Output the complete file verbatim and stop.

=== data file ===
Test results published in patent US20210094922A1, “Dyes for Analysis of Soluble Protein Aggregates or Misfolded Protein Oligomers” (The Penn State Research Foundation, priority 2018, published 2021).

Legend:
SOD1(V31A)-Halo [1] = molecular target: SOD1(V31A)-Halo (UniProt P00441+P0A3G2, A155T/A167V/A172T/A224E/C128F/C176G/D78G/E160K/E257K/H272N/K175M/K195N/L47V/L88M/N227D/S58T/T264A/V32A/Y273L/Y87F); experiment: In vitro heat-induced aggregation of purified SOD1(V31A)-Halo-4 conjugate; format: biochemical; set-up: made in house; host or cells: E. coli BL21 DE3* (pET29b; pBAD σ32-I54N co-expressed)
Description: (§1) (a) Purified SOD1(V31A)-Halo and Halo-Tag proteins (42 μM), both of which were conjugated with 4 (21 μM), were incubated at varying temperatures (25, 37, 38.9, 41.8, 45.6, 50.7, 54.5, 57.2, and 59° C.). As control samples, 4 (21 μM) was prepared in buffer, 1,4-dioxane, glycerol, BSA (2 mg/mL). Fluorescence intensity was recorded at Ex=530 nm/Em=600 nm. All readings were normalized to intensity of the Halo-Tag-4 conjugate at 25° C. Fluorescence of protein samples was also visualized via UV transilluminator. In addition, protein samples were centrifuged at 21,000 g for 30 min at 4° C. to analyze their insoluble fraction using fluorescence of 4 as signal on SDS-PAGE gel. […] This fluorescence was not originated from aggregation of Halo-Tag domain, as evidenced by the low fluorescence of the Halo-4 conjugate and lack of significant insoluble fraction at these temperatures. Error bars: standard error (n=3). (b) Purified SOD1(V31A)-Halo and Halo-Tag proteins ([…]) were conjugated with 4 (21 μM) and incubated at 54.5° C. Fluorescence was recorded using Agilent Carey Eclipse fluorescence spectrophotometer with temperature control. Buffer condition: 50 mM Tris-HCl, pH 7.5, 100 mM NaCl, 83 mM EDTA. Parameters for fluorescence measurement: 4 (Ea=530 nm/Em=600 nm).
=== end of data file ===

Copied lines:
Test results published in patent US20210094922A1, “Dyes for Analysis of Soluble Protein Aggregates or Misfolded Protein Oligomers” (The Penn State Research Foundation, priority 2018, published 2021).

Legend:
SOD1(V31A)-Halo [1] = molecular target: SOD1(V31A)-Halo (UniProt P00441+P0A3G2, A155T/A167V/A172T/A224E/C128F/C176G/D78G/E160K/E257K/H272N/K175M/K195N/L47V/L88M/N227D/S58T/T264A/V32A/Y273L/Y87F); experiment: In vitro heat-induced aggregation of purified SOD1(V31A)-Halo-4 conjugate; format: biochemical; set-up: made in house; host or cells: E. coli BL21 DE3* (pET29b; pBAD σ32-I54N co-expressed)
Description: (§1) (a) Purified SOD1(V31A)-Halo and Halo-Tag proteins (42 μM), both of which were conjugated with 4 (21 μM), were incubated at varying temperatures (25, 37, 38.9, 41.8, 45.6, 50.7, 54.5, 57.2, and 59° C.). As control samples, 4 (21 μM) was prepared in buffer, 1,4-dioxane, glycerol, BSA (2 mg/mL). Fluorescence intensity was recorded at Ex=530 nm/Em=600 nm. All readings were normalized to intensity of the Halo-Tag-4 conjugate at 25° C. Fluorescence of protein samples was also visualized via UV transilluminator. In addition, protein samples were centrifuged at 21,000 g for 30 min at 4° C. to analyze their insoluble fraction using fluorescence of 4 as signal on SDS-PAGE gel. […] This fluorescence was not originated from aggregation of Halo-Tag domain, as evidenced by the low fluorescence of the Halo-4 conjugate and lack of significant insoluble fraction at these temperatures. Error bars: standard error (n=3). (b) Purified SOD1(V31A)-Halo and Halo-Tag proteins ([…]) were conjugated with 4 (21 μM) and incubated at 54.5° C. Fluorescence was recorded using Agilent Carey Eclipse fluorescence spectrophotometer with temperature control. Buffer condition: 50 mM Tris-HCl, pH 7.5, 100 mM NaCl, 83 mM EDTA. Parameters for fluorescence measurement: 4 (Ea=530 nm/Em=600 nm).